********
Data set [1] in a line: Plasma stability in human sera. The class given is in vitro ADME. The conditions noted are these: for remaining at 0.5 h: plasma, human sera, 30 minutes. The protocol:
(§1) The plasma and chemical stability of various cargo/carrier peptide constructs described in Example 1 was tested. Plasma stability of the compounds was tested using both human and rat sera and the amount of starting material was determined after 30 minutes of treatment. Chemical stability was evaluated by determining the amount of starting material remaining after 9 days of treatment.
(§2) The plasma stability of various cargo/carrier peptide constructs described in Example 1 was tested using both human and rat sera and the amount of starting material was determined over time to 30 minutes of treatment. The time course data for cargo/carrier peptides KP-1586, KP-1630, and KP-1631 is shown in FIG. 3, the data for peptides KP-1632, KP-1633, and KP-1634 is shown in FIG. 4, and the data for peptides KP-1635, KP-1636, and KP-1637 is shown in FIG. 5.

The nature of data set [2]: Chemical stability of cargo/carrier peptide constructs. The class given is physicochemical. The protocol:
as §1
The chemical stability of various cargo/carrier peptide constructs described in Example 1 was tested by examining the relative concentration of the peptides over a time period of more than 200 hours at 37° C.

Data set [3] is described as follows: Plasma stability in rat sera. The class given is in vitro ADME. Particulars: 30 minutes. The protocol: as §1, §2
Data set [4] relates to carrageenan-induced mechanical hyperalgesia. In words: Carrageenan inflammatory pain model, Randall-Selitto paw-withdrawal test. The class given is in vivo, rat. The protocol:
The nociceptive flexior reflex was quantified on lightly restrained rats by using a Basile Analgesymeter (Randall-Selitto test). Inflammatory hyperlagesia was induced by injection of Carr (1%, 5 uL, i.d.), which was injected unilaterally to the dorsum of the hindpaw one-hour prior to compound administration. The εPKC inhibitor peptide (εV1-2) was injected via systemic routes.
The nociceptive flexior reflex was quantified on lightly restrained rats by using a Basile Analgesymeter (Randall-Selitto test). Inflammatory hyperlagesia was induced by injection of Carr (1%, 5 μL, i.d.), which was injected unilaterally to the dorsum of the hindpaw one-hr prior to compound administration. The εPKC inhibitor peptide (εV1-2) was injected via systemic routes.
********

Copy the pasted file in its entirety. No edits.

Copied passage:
Data set [1] in a line: Plasma stability in human sera. The class given is in vitro ADME. The conditions noted are these: for remaining at 0.5 h: plasma, human sera, 30 minutes. The protocol:
(§1) The plasma and chemical stability of various cargo/carrier peptide constructs described in Example 1 was tested. Plasma stability of the compounds was tested using both human and rat sera and the amount of starting material was determined after 30 minutes of treatment. Chemical stability was evaluated by determining the amount of starting material remaining after 9 days of treatment.
(§2) The plasma stability of various cargo/carrier peptide constructs described in Example 1 was tested using both human and rat sera and the amount of starting material was determined over time to 30 minutes of treatment. The time course data for cargo/carrier peptides KP-1586, KP-1630, and KP-1631 is shown in FIG. 3, the data for peptides KP-1632, KP-1633, and KP-1634 is shown in FIG. 4, and the data for peptides KP-1635, KP-1636, and KP-1637 is shown in FIG. 5.

The nature of data set [2]: Chemical stability of cargo/carrier peptide constructs. The class given is physicochemical. The protocol:
as §1
The chemical stability of various cargo/carrier peptide constructs described in Example 1 was tested by examining the relative concentration of the peptides over a time period of more than 200 hours at 37° C.

Data set [3] is described as follows: Plasma stability in rat sera. The class given is in vitro ADME. Particulars: 30 minutes. The protocol: as §1, §2
Data set [4] relates to carrageenan-induced mechanical hyperalgesia. In words: Carrageenan inflammatory pain model, Randall-Selitto paw-withdrawal test. The class given is in vivo, rat. The protocol:
The nociceptive flexior reflex was quantified on lightly restrained rats by using a Basile Analgesymeter (Randall-Selitto test). Inflammatory hyperlagesia was induced by injection of Carr (1%, 5 uL, i.d.), which was injected unilaterally to the dorsum of the hindpaw one-hour prior to compound administration. The εPKC inhibitor peptide (εV1-2) was injected via systemic routes.
The nociceptive flexior reflex was quantified on lightly restrained rats by using a Basile Analgesymeter (Randall-Selitto test). Inflammatory hyperlagesia was induced by injection of Carr (1%, 5 μL, i.d.), which was injected unilaterally to the dorsum of the hindpaw one-hr prior to compound administration. The εPKC inhibitor peptide (εV1-2) was injected via systemic routes.